After a blue-ribbon performance at Colorado’s RockyGrass Festival Band Competition, The Wooks return home ready to shake up the Bluegrass.
The Wooks had modest expectations when they headed west from Kentucky for the 44th annual RockyGrass Festival in Lyons, Colorado.
The Lexington-based band planned on playing a few gigs they’d lined up at small venues in Colorado and Montana, doing a little fishing, seeing the sights and maybe, just maybe, finding a way to wrangle their way into the prestigious (and completely booked) RockyGrass Band Competition.
The RockyGrass Band Competition has long been a proving ground for up-and-coming bluegrass bands to make their mark. Steep Canyon Rangers, Chatham County Line, Town Mountain and The Railsplitters are all past winners. The competition is also capped at just 12 bands, and entries fill up faster than a Mike Marshall mandolin solo when registration opens in December.
The Wooks were way late in the game.
“My thought was ‘well, at least we’ll just pick in the campground and hang out at RockyGrass,” says guitar player CJ Cain.
Cain had attended the RockyGrass Music Academy, a weeklong camp held before the festival, as a teen. He was excited for his fellow band mates to experience the festival, which was founded in 1973 by members of the Colorado Bluegrass Society with help from Kentuckian Bill Monroe and is today one of the top bluegrass festivals in the country.
“There’s a lot of people who grew up in that festival, either going to the Academy or at least it was one of their first decent-sized gigs,” Cain says. “RockyGrass has launched a lot of people.”
The 23 String Band, from Louisville, won the RockyGrass Band Competition in 2011. They advised The Wooks to keep checking in with festival organizers in case someone dropped out of the competition, which is how they’d gotten in.
The Wooks kept calling without any luck, but that didn’t keep them from having fun.
You know how Kentuckians always manage to find each other, no matter where they are? That happened to The Wooks time and time again.
At a packed show at The Gold Hill Inn in the foothills above Boulder, a man who’d played basketball for CJ’s grandfather in West Liberty, Kentucky, in the early ’60s came up and introduced himself. They ended up hanging out for the better part of the evening after the show.
Walking out of dinner on Boulder’s Pearl Street Mall, where The Wooks had spent some time busking earlier that afternoon, the band struck up a conversation with a group of people wearing Kentucky for Kentucky shirts. Turns out they’d seen The Wooks perform just a week before at Lexington’s Manchester Music Hall.
And, at a gig in Colorado Springs, The Wooks met another former West Liberty resident who invited them to play a house concert in her backyard in Denver the following evening, which they did.
“Up to that point, there was much success,” says bassist Roddy Puckett. “We fell into some good grooves, had some good crowds and met some really good people.”
We fell into some good grooves, had some good crowds and met some really good people.
But still no slot in the RockyGrass Band Competition.
They decided to try one last time and called from the van after touring the legendary Red Rocks Amphitheater.
“We all figured it would be the routine ‘no,’” mandolin player Galen Green wrote in a blog entry on the band’s website, “but we tried to put as many Wook vibes out there as we could, crossed our fingers, all that jazz … and, to our surprise, there was a cancellation and we were in!”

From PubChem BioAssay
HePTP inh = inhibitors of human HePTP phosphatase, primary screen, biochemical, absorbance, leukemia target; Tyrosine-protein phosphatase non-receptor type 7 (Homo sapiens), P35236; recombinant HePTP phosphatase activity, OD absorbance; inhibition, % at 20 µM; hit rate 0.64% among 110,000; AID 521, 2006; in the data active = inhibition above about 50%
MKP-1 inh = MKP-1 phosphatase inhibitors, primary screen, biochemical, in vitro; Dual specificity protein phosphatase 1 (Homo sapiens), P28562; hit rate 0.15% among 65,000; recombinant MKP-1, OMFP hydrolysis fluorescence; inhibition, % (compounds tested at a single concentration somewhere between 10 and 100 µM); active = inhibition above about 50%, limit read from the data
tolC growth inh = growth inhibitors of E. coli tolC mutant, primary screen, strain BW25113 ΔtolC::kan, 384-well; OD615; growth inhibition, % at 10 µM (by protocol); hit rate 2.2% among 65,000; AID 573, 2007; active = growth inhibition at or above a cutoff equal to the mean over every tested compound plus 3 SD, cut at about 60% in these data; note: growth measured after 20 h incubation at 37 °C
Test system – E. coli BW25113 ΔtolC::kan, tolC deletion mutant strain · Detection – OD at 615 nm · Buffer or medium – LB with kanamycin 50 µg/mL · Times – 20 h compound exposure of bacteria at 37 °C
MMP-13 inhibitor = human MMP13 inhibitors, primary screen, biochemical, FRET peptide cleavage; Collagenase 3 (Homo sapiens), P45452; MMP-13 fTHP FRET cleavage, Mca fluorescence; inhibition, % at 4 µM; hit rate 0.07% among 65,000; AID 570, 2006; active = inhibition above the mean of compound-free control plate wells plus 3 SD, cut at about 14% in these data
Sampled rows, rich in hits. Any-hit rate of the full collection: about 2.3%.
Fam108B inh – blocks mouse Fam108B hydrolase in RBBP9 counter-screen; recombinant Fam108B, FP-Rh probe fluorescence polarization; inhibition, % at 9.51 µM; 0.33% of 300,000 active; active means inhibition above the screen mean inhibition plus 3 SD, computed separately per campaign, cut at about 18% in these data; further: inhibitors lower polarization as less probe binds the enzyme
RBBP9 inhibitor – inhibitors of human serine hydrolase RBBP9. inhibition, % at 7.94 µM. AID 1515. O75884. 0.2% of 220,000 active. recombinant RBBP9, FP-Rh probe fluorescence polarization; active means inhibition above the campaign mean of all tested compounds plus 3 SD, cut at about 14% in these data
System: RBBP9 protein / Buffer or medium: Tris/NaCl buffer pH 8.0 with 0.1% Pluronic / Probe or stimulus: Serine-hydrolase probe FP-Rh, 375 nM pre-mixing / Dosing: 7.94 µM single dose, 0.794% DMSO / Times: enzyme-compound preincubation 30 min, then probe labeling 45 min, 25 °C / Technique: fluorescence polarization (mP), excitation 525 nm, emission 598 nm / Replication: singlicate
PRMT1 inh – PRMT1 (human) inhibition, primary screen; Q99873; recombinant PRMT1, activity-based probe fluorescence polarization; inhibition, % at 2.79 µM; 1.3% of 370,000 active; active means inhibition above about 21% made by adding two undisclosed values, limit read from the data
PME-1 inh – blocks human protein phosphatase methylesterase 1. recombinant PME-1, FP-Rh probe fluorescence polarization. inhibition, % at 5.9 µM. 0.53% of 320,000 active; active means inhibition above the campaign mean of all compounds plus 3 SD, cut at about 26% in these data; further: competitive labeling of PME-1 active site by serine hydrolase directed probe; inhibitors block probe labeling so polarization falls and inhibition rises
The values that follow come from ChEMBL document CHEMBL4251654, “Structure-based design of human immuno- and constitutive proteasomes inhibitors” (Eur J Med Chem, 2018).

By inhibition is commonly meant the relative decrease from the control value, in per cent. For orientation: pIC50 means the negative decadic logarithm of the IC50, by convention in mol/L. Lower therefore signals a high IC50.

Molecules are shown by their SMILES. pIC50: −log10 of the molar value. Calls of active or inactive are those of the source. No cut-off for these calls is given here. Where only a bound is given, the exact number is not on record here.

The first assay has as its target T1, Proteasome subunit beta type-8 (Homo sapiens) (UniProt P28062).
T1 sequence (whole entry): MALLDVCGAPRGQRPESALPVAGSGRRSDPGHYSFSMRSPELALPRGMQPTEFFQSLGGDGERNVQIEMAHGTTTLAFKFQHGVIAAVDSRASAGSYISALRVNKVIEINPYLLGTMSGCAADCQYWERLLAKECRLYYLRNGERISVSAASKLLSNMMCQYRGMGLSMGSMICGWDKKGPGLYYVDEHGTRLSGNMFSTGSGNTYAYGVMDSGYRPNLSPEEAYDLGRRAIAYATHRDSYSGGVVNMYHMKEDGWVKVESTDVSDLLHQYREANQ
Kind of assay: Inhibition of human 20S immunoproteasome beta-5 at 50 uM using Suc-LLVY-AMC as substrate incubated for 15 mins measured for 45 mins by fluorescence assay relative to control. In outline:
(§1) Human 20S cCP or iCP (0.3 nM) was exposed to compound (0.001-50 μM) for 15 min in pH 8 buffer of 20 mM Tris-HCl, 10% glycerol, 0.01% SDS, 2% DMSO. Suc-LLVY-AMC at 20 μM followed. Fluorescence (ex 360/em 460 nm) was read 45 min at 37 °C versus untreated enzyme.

There was much rejoicing. But that’s also when the nerves started to kick in. The competition was only four days away. Thank the bluegrass gods for those warm-up gigs.
Competitions rules require each group to play three songs — a fast vocal, a slow vocal and an instrumental — in each round. No plugged-in amplification is allowed and bands perform around one microphone old-school bluegrass style.
The competition was so tight that judges couldn’t decide on the finalist and let four bands through to the last round instead of the customary three. You can guess who came out on top.
“I was so excited I kissed Roddy’s bald head,” Cain says of the moment the winner was announced.
The Wooks credit their decision to play all original songs — ranging from traditional bluegrass to old-time string music, jamgrass and beyond — with lots of three-part harmonies and instrumental variety, as contributing to their strong showing.
Additionally, Galen Green placed second in the solo mandolin competition and Jesse Wells placed second for fiddle.
Aside from winning the competition, Green says the most exciting moment was “probably hanging out with [Bowling Green native] Sam Bush backstage and talking about Kentucky.”
Bush, from Bowling Green, played on “Sunday Silence,” a song written and recorded by Wooks’ lead vocalist and banjo player Arthur Hancock’s dad, Arthur Hancock III, back in the early 2000s. But that’s a whole other story.
The Wooks will return to RockyGrass during next year’s festival, this time for a performance on the main stage.
Their debut album, Little Circles, is scheduled for official release on September 23 via their own label, Gnar Vector Records. It’s also currently available at shows and on iTunes. Check it out!
8/13 Sat – Warren’s on Route 60 – Middletown, KY
8/14 Sun – Crave Music & Food Festival – Lexington, KY
8/21 Sun – Willie’s Locally Known – Lexington, KY
9/14 Wed – Jefferson Street Soiree – Lexington, KY
9/15 Thu – Poppy Mountain Bluegrass Festival – Morehead, KY
9/17 Sat – Kickin’ It On The Creek Festival – Irvine, KY